yeah, in the aggregate there is a few trillion on the table, but by the time you divide that by 200 million taxpayers and 75 years there is not enough to get upset about in the great scheme of things.

try to imagine that when you got your present job the boss had offered you 5% less than he did. would you have turned him down? did youhave the option? if you did,the working class is in a lot better shape than you say you think you did. if you did not have the option, then by what logic do you claim that you "earn" your pay... you couldhave got 5% less and would have no reason to believe you "earned" more.

sorry if that is not clear. best i can do for now.

i am not pretending that "employment tax" (payroll tax?) is not a tax. it certainly is for the employer though nine new york economists say it's "really" the employees money. i am saying it's not a tax because the employee gets it back. it acts like a savings account. where the interest is low...but higher than inflation... and the account is insured...not to the amount you have "invested" but to the amount you would have invested... try that on wall street... and it is absolutely safe from all the ills that cash is heir to.

but not, sadly, safe from all the people that think they know something about it.

Anonymous said...


i taught a math based class in two colleges long enough to have some sense of the quality of my thinking compared to that of the average undergraduate. there are people here with advanced degrees who are surely smarter than me, but so far they have not convinced me. i think i am still a good enough thinker to be convinced by careful argument, but hand waving and invective don't work for me.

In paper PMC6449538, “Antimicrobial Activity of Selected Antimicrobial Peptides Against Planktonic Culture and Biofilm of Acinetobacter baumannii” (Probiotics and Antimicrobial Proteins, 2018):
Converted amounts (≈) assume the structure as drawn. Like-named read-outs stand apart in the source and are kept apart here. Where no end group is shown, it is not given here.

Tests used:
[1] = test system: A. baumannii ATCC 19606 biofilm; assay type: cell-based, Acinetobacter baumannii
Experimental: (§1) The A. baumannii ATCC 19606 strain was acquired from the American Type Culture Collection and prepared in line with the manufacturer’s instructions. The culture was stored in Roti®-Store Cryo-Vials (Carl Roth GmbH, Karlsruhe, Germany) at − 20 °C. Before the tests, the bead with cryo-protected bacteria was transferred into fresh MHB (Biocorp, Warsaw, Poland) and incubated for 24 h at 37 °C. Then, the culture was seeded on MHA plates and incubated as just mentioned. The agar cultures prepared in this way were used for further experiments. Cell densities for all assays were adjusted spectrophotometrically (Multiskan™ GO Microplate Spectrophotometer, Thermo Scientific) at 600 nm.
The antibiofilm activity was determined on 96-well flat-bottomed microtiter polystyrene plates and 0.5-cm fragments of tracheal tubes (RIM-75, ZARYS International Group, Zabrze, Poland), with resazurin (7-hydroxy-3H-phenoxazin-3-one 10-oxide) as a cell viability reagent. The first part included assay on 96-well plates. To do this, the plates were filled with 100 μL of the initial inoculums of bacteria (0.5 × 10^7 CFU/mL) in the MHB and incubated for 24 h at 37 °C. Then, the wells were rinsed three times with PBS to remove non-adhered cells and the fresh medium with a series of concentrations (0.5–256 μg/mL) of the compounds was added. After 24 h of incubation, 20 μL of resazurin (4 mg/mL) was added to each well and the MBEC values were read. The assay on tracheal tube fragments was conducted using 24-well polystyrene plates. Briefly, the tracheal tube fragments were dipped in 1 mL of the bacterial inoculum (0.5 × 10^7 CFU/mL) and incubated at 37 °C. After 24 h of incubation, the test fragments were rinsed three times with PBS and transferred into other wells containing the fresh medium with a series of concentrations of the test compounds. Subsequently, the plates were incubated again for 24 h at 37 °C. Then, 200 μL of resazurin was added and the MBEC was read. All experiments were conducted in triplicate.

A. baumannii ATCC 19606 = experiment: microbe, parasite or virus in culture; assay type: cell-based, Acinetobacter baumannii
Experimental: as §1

if you are going to tell me i should suspect that there is something wrong with my thinking, you should be a little more careful to avoid what may be no more than typos:

i can't imagine why you think i said the "working stiff is not paying in enough to justify his future call on benefits. i thought i was saying the exact opposite. unless you mean the Trustees projection that after 2041 there will need to be a raise in the tax or a cut in benefits. In that case I am arguing that a raise in the tax would be unnoticeable to the average sane worker, while a cut in benefits would be catastrophic to the average retiree.

the tax increase would be one dollar per WEEK per year. not "one dollar per month."

at that time the payroll tax will not be going to support the rest of the government it will be strictly pay as you go taxes = benefits.

as for my sham supporting the evil right wingers. you better make an actual case for that or apologize.

Anonymous said...


imagine that your revolution has already occured.

the workers get together and design a retirement security plan. it would look very much like Social Security.

now you are proposing that the workers raid the neighboring country of rich capitalists and force them to contribute to the retirement plan.

sorry this is short, but if you think about it it might turn on some lights.